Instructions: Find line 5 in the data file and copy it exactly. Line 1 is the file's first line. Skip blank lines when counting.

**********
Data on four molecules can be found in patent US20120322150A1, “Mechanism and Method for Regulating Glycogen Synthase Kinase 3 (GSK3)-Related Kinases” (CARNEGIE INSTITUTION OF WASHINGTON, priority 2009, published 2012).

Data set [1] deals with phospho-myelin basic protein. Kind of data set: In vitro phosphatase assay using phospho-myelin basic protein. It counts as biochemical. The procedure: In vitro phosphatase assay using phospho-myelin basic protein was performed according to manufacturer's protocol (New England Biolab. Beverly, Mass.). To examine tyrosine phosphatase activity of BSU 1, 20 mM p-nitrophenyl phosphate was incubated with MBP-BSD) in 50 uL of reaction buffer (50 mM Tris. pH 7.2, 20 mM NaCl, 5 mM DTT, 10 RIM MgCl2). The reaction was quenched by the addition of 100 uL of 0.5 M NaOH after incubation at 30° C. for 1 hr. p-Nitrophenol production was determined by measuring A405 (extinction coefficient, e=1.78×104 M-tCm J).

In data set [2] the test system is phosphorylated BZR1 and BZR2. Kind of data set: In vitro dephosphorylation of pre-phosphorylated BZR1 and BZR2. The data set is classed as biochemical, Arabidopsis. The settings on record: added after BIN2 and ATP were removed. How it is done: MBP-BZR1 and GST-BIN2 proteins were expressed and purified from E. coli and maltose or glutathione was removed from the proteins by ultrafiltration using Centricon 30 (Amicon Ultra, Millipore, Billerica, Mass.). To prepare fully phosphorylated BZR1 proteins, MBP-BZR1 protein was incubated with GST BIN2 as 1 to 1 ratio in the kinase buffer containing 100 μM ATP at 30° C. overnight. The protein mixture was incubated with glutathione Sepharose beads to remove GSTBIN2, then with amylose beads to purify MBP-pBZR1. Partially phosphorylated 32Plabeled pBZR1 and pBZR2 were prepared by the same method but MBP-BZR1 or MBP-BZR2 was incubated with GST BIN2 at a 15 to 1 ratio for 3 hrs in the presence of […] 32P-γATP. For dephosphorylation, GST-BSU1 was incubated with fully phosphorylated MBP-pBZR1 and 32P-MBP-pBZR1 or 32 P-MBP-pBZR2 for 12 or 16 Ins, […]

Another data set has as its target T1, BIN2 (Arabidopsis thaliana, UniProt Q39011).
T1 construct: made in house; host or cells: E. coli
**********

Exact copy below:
T1 construct: made in house; host or cells: E. coli